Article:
New Genetic Sequencing May Lead to Urine Test for Bladder Cancer

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Early research indicates the possibility for a urine test for bladder cancer.
Early research indicates the possibility for a urine test for bladder cancer.

Oncologists in the not too distant future may have a urine test to screen for bladder cancer.

Colorado investigators reported at the American Association for Cancer Research (AACR) Annual Meeting 2015 that specific gene alterations happen early in the development of bladder cancer and so it may be possible to develop a genetic test that examines urine as a way to screen for the disease.

The researchers examined bladder cancer tumors from 54 patients and found that telomerase (TERT) is the gene most frequently altered by somatic sequence changes.

This was found to occur in 37 out of the 54 tumors (69%). TERT was also altered by rare and common germline variants in 30 out of the 54 tumors (56%).

The researchers reported that TERT germline variants were novel in 19 out of 20 tumors and three variants were confirmed as both somatic and germline in distinct tumors.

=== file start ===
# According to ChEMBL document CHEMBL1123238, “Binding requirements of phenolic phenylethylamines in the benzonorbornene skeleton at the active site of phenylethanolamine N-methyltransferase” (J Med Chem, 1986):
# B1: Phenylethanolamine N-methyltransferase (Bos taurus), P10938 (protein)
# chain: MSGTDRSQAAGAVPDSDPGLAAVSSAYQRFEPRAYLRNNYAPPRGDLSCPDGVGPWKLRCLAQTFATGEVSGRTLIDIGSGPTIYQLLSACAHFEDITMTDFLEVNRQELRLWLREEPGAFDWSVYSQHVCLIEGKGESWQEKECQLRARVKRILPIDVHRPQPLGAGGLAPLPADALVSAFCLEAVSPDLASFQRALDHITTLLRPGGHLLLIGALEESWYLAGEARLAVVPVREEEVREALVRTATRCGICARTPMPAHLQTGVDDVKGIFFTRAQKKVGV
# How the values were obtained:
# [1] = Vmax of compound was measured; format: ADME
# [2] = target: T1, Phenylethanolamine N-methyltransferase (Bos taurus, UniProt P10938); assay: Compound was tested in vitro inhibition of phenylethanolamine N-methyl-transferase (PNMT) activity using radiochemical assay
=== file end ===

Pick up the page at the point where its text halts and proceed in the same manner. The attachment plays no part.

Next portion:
“We are moving into a new era,” said senior study author Dan Theodorescu, MD, PhD, who is the director of the Colorado University Cancer Center in Denver, CO. Gene sequencing for bladder cancer is expanding rapidly and Dr. Theodorescu and his colleagues found that TERT alterations frequently co-occur with alterations in recently identified bladder cancer genes such as the stromal antigen 2 (STAG2) and the lysine-specific demethylase 6A (KDM6A).

The researchers found that somatic alterations occurred in 15% of tumors in the BRCA1-associated protein-1 (BAP1) gene, a gene recently characterized in the development of bladder cancer.

The BAP1 alterations co-occurred with KDM6A mutations and contributed to a high frequency of BRCA pathway defects due to germline and somatic alteration of BRCA1, BRCA2, ATM, and PALB2.

RELATED: Neoadjuvant GC with MVAC Have Comparable Efficacy in Bladder Cancer

Prior studies have shown that BRCA1- and BRCA2-mutant breast, ovarian, and prostate cancers are responsive to the class of drugs known as poly (ADP-ribose) polymerase (PARP) inhibitors.

Study co-author Michael Nickerson, PhD, who is a staff scientist the National Cancer Institute (NCI) in Bethesda, MD, said it is hoped that U.S. Food and Drug Administration (FDA)-approved drugs such as PARP inhibitors that are currently being developed to treat BRCA-mutant cancers may be effective in treating the potentially large number of patients with bladder cancer with BRCA DNA repair pathway defects.

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